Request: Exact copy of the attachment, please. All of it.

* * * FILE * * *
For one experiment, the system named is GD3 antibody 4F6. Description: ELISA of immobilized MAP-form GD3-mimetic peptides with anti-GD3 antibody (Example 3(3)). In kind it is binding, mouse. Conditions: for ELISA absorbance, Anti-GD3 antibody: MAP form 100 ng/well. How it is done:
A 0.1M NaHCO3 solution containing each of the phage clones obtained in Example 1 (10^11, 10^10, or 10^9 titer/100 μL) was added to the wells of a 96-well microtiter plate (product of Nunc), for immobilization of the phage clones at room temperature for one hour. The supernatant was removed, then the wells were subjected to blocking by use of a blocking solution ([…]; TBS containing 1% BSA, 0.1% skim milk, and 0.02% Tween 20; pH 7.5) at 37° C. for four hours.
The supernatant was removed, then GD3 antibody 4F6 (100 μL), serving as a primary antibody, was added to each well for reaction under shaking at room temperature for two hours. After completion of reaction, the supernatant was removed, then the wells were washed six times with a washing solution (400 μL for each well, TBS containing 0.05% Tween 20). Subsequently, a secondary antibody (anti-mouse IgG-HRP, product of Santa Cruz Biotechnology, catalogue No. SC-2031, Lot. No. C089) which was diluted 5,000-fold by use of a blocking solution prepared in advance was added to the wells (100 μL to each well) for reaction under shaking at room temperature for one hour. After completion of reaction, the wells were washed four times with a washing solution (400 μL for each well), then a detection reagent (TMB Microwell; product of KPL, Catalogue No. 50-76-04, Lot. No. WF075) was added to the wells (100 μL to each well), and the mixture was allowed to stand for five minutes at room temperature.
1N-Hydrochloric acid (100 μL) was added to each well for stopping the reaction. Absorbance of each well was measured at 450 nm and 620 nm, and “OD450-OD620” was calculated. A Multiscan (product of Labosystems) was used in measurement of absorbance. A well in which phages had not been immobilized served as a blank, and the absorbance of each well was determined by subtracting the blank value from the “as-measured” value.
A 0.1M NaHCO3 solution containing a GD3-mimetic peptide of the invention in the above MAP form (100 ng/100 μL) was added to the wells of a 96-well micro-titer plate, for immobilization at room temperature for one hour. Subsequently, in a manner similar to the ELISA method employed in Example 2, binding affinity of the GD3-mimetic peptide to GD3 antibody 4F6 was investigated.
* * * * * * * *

For one experiment, the system named is GD3 antibody 4F6. Description: ELISA of immobilized MAP-form GD3-mimetic peptides with anti-GD3 antibody (Example 3(3)). In kind it is binding, mouse. Conditions: for ELISA absorbance, Anti-GD3 antibody: MAP form 100 ng/well. How it is done:
A 0.1M NaHCO3 solution containing each of the phage clones obtained in Example 1 (10^11, 10^10, or 10^9 titer/100 μL) was added to the wells of a 96-well microtiter plate (product of Nunc), for immobilization of the phage clones at room temperature for one hour. The supernatant was removed, then the wells were subjected to blocking by use of a blocking solution ([…]; TBS containing 1% BSA, 0.1% skim milk, and 0.02% Tween 20; pH 7.5) at 37° C. for four hours.
The supernatant was removed, then GD3 antibody 4F6 (100 μL), serving as a primary antibody, was added to each well for reaction under shaking at room temperature for two hours. After completion of reaction, the supernatant was removed, then the wells were washed six times with a washing solution (400 μL for each well, TBS containing 0.05% Tween 20). Subsequently, a secondary antibody (anti-mouse IgG-HRP, product of Santa Cruz Biotechnology, catalogue No. SC-2031, Lot. No. C089) which was diluted 5,000-fold by use of a blocking solution prepared in advance was added to the wells (100 μL to each well) for reaction under shaking at room temperature for one hour. After completion of reaction, the wells were washed four times with a washing solution (400 μL for each well), then a detection reagent (TMB Microwell; product of KPL, Catalogue No. 50-76-04, Lot. No. WF075) was added to the wells (100 μL to each well), and the mixture was allowed to stand for five minutes at room temperature.
1N-Hydrochloric acid (100 μL) was added to each well for stopping the reaction. Absorbance of each well was measured at 450 nm and 620 nm, and “OD450-OD620” was calculated. A Multiscan (product of Labosystems) was used in measurement of absorbance. A well in which phages had not been immobilized served as a blank, and the absorbance of each well was determined by subtracting the blank value from the “as-measured” value.
A 0.1M NaHCO3 solution containing a GD3-mimetic peptide of the invention in the above MAP form (100 ng/100 μL) was added to the wells of a 96-well micro-titer plate, for immobilization at room temperature for one hour. Subsequently, in a manner similar to the ELISA method employed in Example 2, binding affinity of the GD3-mimetic peptide to GD3 antibody 4F6 was investigated.